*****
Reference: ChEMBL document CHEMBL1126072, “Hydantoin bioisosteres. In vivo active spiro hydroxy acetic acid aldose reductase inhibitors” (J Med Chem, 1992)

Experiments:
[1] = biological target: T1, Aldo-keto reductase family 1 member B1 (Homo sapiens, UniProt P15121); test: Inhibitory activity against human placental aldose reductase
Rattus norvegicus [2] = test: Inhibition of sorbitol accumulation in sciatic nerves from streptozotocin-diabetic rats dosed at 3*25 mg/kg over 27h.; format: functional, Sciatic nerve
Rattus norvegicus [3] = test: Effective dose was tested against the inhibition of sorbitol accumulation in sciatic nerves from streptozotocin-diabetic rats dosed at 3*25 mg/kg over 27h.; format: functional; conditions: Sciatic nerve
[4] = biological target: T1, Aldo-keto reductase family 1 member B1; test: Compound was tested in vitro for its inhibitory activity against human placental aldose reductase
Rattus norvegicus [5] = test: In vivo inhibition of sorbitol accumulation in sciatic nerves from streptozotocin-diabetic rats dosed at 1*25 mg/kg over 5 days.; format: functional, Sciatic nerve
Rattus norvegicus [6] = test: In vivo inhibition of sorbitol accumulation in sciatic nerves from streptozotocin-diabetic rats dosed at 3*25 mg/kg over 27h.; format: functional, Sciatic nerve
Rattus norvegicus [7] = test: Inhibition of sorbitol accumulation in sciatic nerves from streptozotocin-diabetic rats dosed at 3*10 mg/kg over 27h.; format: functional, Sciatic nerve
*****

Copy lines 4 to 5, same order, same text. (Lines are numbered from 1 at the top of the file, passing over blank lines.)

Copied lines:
Rattus norvegicus [2] = test: Inhibition of sorbitol accumulation in sciatic nerves from streptozotocin-diabetic rats dosed at 3*25 mg/kg over 27h.; format: functional, Sciatic nerve
Rattus norvegicus [3] = test: Effective dose was tested against the inhibition of sorbitol accumulation in sciatic nerves from streptozotocin-diabetic rats dosed at 3*25 mg/kg over 27h.; format: functional; conditions: Sciatic nerve